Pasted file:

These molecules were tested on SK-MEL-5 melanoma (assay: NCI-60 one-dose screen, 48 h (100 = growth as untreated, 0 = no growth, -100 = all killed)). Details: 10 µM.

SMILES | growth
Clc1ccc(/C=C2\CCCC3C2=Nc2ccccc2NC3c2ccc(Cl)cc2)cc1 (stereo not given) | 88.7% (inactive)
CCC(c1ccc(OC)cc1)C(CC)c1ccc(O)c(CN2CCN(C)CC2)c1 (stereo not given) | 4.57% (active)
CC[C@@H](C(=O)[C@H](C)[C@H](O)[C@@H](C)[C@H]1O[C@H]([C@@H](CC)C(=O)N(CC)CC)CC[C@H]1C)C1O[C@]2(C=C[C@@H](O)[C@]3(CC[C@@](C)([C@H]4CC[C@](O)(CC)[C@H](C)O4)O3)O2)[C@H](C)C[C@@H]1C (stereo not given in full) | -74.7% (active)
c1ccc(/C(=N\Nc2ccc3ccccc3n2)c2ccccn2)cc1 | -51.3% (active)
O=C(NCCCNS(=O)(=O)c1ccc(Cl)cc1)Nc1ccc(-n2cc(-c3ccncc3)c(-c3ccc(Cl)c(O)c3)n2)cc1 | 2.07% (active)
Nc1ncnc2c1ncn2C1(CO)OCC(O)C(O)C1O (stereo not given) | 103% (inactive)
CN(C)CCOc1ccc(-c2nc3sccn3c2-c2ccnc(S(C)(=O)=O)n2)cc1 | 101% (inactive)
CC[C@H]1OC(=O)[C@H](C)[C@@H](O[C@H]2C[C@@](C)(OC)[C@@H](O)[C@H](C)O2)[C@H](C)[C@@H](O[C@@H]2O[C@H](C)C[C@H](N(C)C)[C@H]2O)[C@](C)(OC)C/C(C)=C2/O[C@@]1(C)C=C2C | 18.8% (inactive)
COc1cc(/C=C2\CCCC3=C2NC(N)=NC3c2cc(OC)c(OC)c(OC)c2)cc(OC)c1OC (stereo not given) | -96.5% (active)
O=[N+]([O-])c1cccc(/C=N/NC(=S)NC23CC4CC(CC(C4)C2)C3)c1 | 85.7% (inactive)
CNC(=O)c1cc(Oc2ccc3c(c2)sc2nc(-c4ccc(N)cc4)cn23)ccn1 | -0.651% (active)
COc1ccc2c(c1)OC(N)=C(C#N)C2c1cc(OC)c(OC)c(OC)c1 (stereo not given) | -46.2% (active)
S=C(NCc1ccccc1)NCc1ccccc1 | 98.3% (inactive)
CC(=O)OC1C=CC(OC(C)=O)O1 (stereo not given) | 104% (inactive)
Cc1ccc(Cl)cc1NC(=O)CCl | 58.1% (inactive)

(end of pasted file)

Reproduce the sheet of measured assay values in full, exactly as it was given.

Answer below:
These molecules were tested on SK-MEL-5 melanoma (assay: NCI-60 one-dose screen, 48 h (100 = growth as untreated, 0 = no growth, -100 = all killed)). Details: 10 µM.

SMILES | growth
Clc1ccc(/C=C2\CCCC3C2=Nc2ccccc2NC3c2ccc(Cl)cc2)cc1 (stereo not given) | 88.7% (inactive)
CCC(c1ccc(OC)cc1)C(CC)c1ccc(O)c(CN2CCN(C)CC2)c1 (stereo not given) | 4.57% (active)
CC[C@@H](C(=O)[C@H](C)[C@H](O)[C@@H](C)[C@H]1O[C@H]([C@@H](CC)C(=O)N(CC)CC)CC[C@H]1C)C1O[C@]2(C=C[C@@H](O)[C@]3(CC[C@@](C)([C@H]4CC[C@](O)(CC)[C@H](C)O4)O3)O2)[C@H](C)C[C@@H]1C (stereo not given in full) | -74.7% (active)
c1ccc(/C(=N\Nc2ccc3ccccc3n2)c2ccccn2)cc1 | -51.3% (active)
O=C(NCCCNS(=O)(=O)c1ccc(Cl)cc1)Nc1ccc(-n2cc(-c3ccncc3)c(-c3ccc(Cl)c(O)c3)n2)cc1 | 2.07% (active)
Nc1ncnc2c1ncn2C1(CO)OCC(O)C(O)C1O (stereo not given) | 103% (inactive)
CN(C)CCOc1ccc(-c2nc3sccn3c2-c2ccnc(S(C)(=O)=O)n2)cc1 | 101% (inactive)
CC[C@H]1OC(=O)[C@H](C)[C@@H](O[C@H]2C[C@@](C)(OC)[C@@H](O)[C@H](C)O2)[C@H](C)[C@@H](O[C@@H]2O[C@H](C)C[C@H](N(C)C)[C@H]2O)[C@](C)(OC)C/C(C)=C2/O[C@@]1(C)C=C2C | 18.8% (inactive)
COc1cc(/C=C2\CCCC3=C2NC(N)=NC3c2cc(OC)c(OC)c(OC)c2)cc(OC)c1OC (stereo not given) | -96.5% (active)
O=[N+]([O-])c1cccc(/C=N/NC(=S)NC23CC4CC(CC(C4)C2)C3)c1 | 85.7% (inactive)
CNC(=O)c1cc(Oc2ccc3c(c2)sc2nc(-c4ccc(N)cc4)cn23)ccn1 | -0.651% (active)
COc1ccc2c(c1)OC(N)=C(C#N)C2c1cc(OC)c(OC)c(OC)c1 (stereo not given) | -46.2% (active)
S=C(NCc1ccccc1)NCc1ccccc1 | 98.3% (inactive)
CC(=O)OC1C=CC(OC(C)=O)O1 (stereo not given) | 104% (inactive)
Cc1ccc(Cl)cc1NC(=O)CCl | 58.1% (inactive)